"Answer 2: No way. Never. Not a chance."


 March 4, 2004  

Q: "My friend and I were talking and the shadow cards came up. We noticed that slivers came back which was cool, but we wonder if shadow will ever come back?" -- Robert, Aurora, CO

A: From Brian Tinsman, Magic R&D:
"Hi Robert,
In the past few years R&D has become much more willing to bring back old and beloved mechanics. Slivers and cycling are good examples of mechanics that players welcomed back with great affection. But shadow is an ability that caused a fair amount of controversy in its day. It was flavorful and powerful, but it also made games very fast and somewhat more luck-based since most shadow creatures weren't getting blocked. Some people also felt that the ability was uninteresting because it was so similar to flying. As a designer, if you want shadow to play differently from 'unblockable' you need to have lots and lots of shadow creatures in the set so everyone will have access to them in limited formats. This all or nothing tendency makes it somewhat more difficult to find space for them in a set. I'll never say never, but we would need to find solutions to these problems before shadow could return."


 March 3, 2004  

Q: "I recently went to PTQ for San Diego, and I didn't know what place I came in. Is there a section on Wizards.com or another site I can go to to find my place online?" -- Nick

A: From Doug Beyer, Magic web developer:
"Yes! For DCI sanctioned tournaments, once the results of the tournament are processed by the DCI, you can find your tournament results at the DCI Personal Information Center. Just log in using your DCI number and DCI password (you can retrieve your DCI password by clicking 'Forgot Password' on that page), and then look for your tournament history.

"In the future, you can always find a link to the DCI Personal Information Center under 'DCI Ratings & Rankings' in magicthegathering.com's Tournament Center."


 March 2, 2004  

Q: "I have recently begun to read the Magic: The Gathering books, however I am confused about the order that they were written and the order they should be read in. If you were going to read all the books to get the history of Magic from Chronicles to Mirrodin, which order would you read the books in? Thanks." -- Dan, Newport Beach, CA

A: From Daniel Stahl, Managing Web Producer:
"The simple answer is, the page you seek is here: Magic Storyline

"However, with that said, I'd like to take the opportunity to provide a little foreshadowing on novel continuity.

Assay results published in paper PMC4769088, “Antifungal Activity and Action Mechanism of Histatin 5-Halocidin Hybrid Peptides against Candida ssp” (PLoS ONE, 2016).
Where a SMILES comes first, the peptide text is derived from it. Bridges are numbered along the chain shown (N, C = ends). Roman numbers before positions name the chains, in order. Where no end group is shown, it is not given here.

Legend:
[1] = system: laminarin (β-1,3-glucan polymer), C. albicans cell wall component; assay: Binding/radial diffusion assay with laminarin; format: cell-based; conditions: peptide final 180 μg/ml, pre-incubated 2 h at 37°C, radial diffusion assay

"Over the years, the Magic novels have entertained several different philosophies regarding how to treat continuity between the novels and the cards. At times the novels have been so integrated with the cards that one could actually read the novel prior to the expansion release and get spoiler clues as to what was going to be in the upcoming set.

"One of the reasons we have temporarily removed the above link from magicthegathering.com is that we are in the process of changing the way we present Magic novel continuity in relationship to the expansions. Our goal is to redesign the "storyline" pages to reflect Wizards' current philosophy that the novels are free to create a storyline within the environment defined by the expansion, but are not constrained by the cards (or vice-versa) nor the environment of previous blocks.

"Thus, in the end, the grand continuity you seek might not be as easily defined as it moves more towards a block environment philosophy (much in the same way that not all Trek or Star Wars novels get along). I will suggest that when you are reading Magic novels, you treat each block (or 'cycle' in novel-speak) as its own story and enjoy them as such."


 March 1, 2004  
Regional Championships

Q: "Where can I find information about this year's Regionals?"
-- Multiple players

A: From Doug Beyer, Magic web developer:
"Thanks to everyone who asked about the 2004 Regionals Championships. The Tournament Center now has a Regionals tab: it takes you to the Regional Championships page (www.wizards.com/regionals), where you can click your country and find a schedule for the tournaments in your area."


  • Planeswalker Points
  • Facebook Twitter
  • Gatherer: The Magic Card Database
  • Forums: Connect with the Magic Community
  • Magic Locator